Last Updated Mar 30, 2010 8:09 AM EDT
In her new book, Prefabulous+Sustainable: Building And Customizing An Affordable, Energy-Efficient Home, Koones throws the spotlight on how these gorgeous homes get built and what you can learn to make your own home more sustainable.
Yesterday, I published a post on why Koones believes homeowners can save up to 15 percent by building a prefab homes instead of building one on site.
But I also wanted to know why she thinks green-building will lead home builders into the future. Here is an edited version of our conversation:
Are prefab and sustainable houses the future for home builders and homeowners?Prefabricated houses are the wave of the future because they are so sustainable and practical.
Many prefabs are built in factories with sophisticated computer generated machinery, which means careful and less wasteful cutting of materials. Imagine trying to build a car in your driveway. The manufacturer drops off the parts and you hire a local contractor to put it together. Can this beat the precision and professionalism of a factory that builds thousands of cars each day?
Because they're built indoors, in a factory setting, the [prefab houses] are protected from the elements. the materials are not wasted, but recycled. The houses are built faster, more efficiently and more precisely because the construction is carefully supervised.
Of the houses you profile in the book, which is your favorite?Like one's children, I have no favorites. I find them all charming in a different way.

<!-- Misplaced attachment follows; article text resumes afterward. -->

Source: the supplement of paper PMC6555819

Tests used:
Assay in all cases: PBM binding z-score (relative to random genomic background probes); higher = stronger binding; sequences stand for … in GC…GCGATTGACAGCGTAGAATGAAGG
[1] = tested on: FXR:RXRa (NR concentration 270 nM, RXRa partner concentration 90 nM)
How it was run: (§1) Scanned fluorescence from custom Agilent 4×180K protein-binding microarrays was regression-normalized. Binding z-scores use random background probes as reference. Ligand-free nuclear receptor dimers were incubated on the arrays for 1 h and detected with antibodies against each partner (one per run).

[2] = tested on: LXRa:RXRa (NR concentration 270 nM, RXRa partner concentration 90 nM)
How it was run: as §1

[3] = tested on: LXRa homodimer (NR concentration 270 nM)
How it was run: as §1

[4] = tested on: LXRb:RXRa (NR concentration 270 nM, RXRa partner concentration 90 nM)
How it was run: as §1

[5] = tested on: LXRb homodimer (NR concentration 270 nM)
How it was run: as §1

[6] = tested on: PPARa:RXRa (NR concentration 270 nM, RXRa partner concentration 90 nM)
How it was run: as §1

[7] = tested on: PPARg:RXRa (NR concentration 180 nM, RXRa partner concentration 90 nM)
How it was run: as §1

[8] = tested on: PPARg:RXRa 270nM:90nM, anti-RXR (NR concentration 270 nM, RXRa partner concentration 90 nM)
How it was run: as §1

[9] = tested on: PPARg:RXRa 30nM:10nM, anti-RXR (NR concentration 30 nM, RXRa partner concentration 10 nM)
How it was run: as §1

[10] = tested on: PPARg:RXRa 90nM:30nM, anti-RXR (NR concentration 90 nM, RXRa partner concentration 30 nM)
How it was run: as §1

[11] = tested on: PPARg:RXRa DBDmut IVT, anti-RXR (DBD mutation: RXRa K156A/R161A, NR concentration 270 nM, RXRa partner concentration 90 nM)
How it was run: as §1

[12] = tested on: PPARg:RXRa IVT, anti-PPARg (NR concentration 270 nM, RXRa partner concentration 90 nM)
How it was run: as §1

I chose the houses in this book from about 200 [that were submitted], so I selected the ones that I thought had the best green features, were the most attractive, and represented a good cross section of the houses in North America.
I was so impressed with all of the architects, builders, manufacturers and homeowners of these houses who were very practical and tried to build the healthiest, most sustainable and energy efficient houses.
Many of these houses are built on in-fill lots and in places that are not typically considered prime locations. Some of the homeowners invested in locations with great potential, close to work, restaurants and other amenities. They are suburban, rural and city houses â€" but all have a special "charm."
What was your favorite part about writing his book?Every time I write a book I learn so much from the homeowners, architects, manufacturers, builders and suppliers. They are all so generous with their time and information; many become friends forever.
Ilyce R. Glink is the author of several books, including 100 Questions Every First-Time Home Buyer Should Ask and the upcoming Buy, Close, Move In!.
She blogs about money and real estate at ThinkGlink.com.